I feel very fortunate to live in an area of the world that has very small possibilities for severe natural disasters. No earthquakes, tsunami, avalanches, hurricanes/cyclones, landslides, volcanoes, etc. Thunderstorms are the worst that can happen; almost every year there are a few that do manage to produce 'microbursts' - like an instantaneous tornado that can cause some damage (ie remove whole or partial roof from a house, etc). A number of years ago, there were 2 actual tornados spawned from a thunderstorm, but they only managed to knock down a few trees in the forest, being limited to uninhabited areas. The region of Ontario I live in (Muskoka) is just about the highest point in this province, so no real threat of flooding.... just the possibility of a fast melt in the springtime that will put a few inches of water into some peoples' basements. No pickup trucks floating down the street. :oooo:

Edited by essjayehm

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dreeft been watching this on the news...I can't wrap my head around how big and widespread this is :( I hope you were able to save all the important stuff from your parents house (documents/pictures/heirlooms etc). And thankfully you had time to get them out safely. It's really hard knowing what to say (although I know there is nothing really I can say). My prayers go out to you, your parents and all affected by the floods. Stay safe my friend.

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Thank you guys, your support is appreciated. 1smile.gif

 

The water has stopped rising and is slowly receding. Massive amounts of damage to many homes, businesses and roads.

 

My parents house rose to within 2-3 inches of the floor boards for the living level. Everything was moved off the lower level, so only minor losses. Very lucky.

 

15 dead, 61 missing at this stage. 30,000 properties affected.

 

The river rose about 15 feet total. The cleanup process is going to take forever. sad.gif

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I remember that 1997 the main problem were molds and wood rot. Firefighters and house cleaning companies had not enough 'drying blowers' for all the affected houses. People trying to buy some on their own found sold out shops. People who were living along the river had their own ones since they were used to suffer from floodings (but normally way smaller ones). It were the people in the polder land who feld save from floodings before and had no pumps, drying blowers on their own. Adding to their problems was that the houses there weren't build to stay in water for a longer time.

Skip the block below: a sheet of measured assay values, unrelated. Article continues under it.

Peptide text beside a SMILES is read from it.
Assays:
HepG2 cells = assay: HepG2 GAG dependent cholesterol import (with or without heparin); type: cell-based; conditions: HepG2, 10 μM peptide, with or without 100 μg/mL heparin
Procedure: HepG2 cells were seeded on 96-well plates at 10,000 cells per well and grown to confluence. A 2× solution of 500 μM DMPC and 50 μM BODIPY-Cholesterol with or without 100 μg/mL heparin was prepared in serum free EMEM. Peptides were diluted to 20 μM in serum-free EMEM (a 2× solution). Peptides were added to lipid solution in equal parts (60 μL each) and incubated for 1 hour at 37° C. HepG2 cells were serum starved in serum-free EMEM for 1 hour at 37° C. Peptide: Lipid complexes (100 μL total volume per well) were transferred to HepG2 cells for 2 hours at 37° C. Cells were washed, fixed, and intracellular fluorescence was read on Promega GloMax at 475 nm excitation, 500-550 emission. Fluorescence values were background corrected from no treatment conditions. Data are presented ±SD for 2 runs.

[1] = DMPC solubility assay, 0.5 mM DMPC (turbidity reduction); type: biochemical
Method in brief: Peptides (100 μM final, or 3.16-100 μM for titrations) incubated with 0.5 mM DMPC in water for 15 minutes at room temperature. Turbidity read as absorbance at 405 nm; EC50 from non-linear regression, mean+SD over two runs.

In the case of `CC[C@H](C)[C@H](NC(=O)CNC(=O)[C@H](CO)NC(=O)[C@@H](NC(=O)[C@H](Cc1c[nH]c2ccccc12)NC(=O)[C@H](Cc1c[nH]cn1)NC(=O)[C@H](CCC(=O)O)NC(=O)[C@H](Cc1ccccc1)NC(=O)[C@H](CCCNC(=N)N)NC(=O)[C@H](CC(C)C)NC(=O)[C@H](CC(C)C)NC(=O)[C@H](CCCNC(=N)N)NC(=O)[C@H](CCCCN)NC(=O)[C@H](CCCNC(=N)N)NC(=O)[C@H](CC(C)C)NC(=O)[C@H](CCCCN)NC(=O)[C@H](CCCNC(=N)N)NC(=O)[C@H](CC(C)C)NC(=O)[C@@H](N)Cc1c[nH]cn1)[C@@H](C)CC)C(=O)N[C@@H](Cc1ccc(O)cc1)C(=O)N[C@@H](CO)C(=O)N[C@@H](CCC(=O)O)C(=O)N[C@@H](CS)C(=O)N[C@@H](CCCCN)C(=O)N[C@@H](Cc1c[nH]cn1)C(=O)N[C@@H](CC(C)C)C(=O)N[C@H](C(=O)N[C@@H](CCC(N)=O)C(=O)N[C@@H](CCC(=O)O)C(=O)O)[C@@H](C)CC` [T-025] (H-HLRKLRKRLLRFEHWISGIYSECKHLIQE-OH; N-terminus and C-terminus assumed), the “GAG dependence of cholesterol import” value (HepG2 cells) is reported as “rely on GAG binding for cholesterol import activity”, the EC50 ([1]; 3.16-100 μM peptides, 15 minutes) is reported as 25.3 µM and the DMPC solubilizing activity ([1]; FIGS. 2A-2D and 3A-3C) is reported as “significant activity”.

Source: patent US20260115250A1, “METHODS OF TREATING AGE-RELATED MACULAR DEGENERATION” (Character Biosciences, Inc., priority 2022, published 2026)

If I recall right 1997 uin germany were more people in hospital because of mold toxines months after the flood than were injured during the flooding.

 

Out of my experience its best to remove the floor boards if they were below water for a longer time. It will speed up drying the house, less danger of molds.

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1997 in Ponad I remember a little of that. Actually 2010 one was even worse. I live quite close from the flooded area but it didnt hit me.

Edited by Elwin

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At firefighters we were drying hoses after fighting a burning house 2 days back in a neighbour village. We talked about an email we got from THW. The THW is a disaster relief organisation controlled by the German federal government. 99% of its members are volunteers. The THW in our district is specialized in flood fighting and was in New Orleans at Kathrina (I think making the pumps at Superdome working) and at several river floodings in europe. It seems they are on high alert to be send to Australia and so firefighters would have to change their disaster organisation in case they are send and something would happen in germany while they are away.

 

So if you still read the forum and are not evacuated yet:

Will this hurricane/cyclone Yasi hit the flooded area of Queensland? Are you in the danger zone?

I read that the cyclone hits at high tide and the land probably still full of water from the previous flooding?

Edited by chattius

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Thank you for digging this up Chattius, I forgot to mention that my family were all fine. Minor losses and the insurance is paying for everything (very lucky, a lot of people have been denied). It took us about 5 days solid working to clean up, many people were still going when we were done.

 

Yasi is up on the Northern Coast of Queensland. There are some reasonable sized towns up there, Cairns and Townsville are looking to be the worst. I believe it it scheduled for 10pm tonight (3-4 hours from now). I am fine, Brisbane is quite a distance from it's expected path.

 

 

Unfortunately, I don't know much about what is going on. I have been working very solidly for the last few days and have had my head in the sand.

 

 

This is the most interesting link I've seen regarding it: http://www.heraldsun.com.au/news/special-reports/how-cyclone-yasi-compares-around-the-world/story-fn7rxoal-1225998850720

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Glad to hear that you only suffered minor damage from the floods Nick.

 

My thoughts go out to all of those in the direct face of cyclone yasi tonight....I dread to think of what news there will be when I wake up tomorrow.